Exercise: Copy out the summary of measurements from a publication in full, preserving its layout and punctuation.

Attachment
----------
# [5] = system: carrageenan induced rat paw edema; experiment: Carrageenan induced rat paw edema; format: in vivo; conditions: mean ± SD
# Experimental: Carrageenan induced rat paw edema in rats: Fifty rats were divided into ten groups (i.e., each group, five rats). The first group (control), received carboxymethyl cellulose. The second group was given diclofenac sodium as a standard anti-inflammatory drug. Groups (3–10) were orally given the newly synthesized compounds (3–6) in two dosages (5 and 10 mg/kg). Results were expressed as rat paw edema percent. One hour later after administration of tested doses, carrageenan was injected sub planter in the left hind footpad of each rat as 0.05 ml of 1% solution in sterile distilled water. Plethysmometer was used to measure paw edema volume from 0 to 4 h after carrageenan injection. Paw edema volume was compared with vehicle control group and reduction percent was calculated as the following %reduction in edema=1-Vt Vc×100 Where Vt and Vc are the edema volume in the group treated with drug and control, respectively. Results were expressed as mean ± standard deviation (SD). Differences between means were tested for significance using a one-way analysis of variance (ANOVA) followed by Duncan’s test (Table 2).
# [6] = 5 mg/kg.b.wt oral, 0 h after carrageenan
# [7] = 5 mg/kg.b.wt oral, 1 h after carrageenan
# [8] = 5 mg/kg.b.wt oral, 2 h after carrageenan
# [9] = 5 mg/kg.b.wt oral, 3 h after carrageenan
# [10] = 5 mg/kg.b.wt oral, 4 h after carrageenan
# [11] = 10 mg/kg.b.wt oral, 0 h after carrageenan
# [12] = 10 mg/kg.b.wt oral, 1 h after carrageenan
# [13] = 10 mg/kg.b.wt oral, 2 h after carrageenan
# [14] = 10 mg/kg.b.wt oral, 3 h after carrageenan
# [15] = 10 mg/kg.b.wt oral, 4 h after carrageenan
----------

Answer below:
# [5] = system: carrageenan induced rat paw edema; experiment: Carrageenan induced rat paw edema; format: in vivo; conditions: mean ± SD
# Experimental: Carrageenan induced rat paw edema in rats: Fifty rats were divided into ten groups (i.e., each group, five rats). The first group (control), received carboxymethyl cellulose. The second group was given diclofenac sodium as a standard anti-inflammatory drug. Groups (3–10) were orally given the newly synthesized compounds (3–6) in two dosages (5 and 10 mg/kg). Results were expressed as rat paw edema percent. One hour later after administration of tested doses, carrageenan was injected sub planter in the left hind footpad of each rat as 0.05 ml of 1% solution in sterile distilled water. Plethysmometer was used to measure paw edema volume from 0 to 4 h after carrageenan injection. Paw edema volume was compared with vehicle control group and reduction percent was calculated as the following %reduction in edema=1-Vt Vc×100 Where Vt and Vc are the edema volume in the group treated with drug and control, respectively. Results were expressed as mean ± standard deviation (SD). Differences between means were tested for significance using a one-way analysis of variance (ANOVA) followed by Duncan’s test (Table 2).
# [6] = 5 mg/kg.b.wt oral, 0 h after carrageenan
# [7] = 5 mg/kg.b.wt oral, 1 h after carrageenan
# [8] = 5 mg/kg.b.wt oral, 2 h after carrageenan
# [9] = 5 mg/kg.b.wt oral, 3 h after carrageenan
# [10] = 5 mg/kg.b.wt oral, 4 h after carrageenan
# [11] = 10 mg/kg.b.wt oral, 0 h after carrageenan
# [12] = 10 mg/kg.b.wt oral, 1 h after carrageenan
# [13] = 10 mg/kg.b.wt oral, 2 h after carrageenan
# [14] = 10 mg/kg.b.wt oral, 3 h after carrageenan
# [15] = 10 mg/kg.b.wt oral, 4 h after carrageenan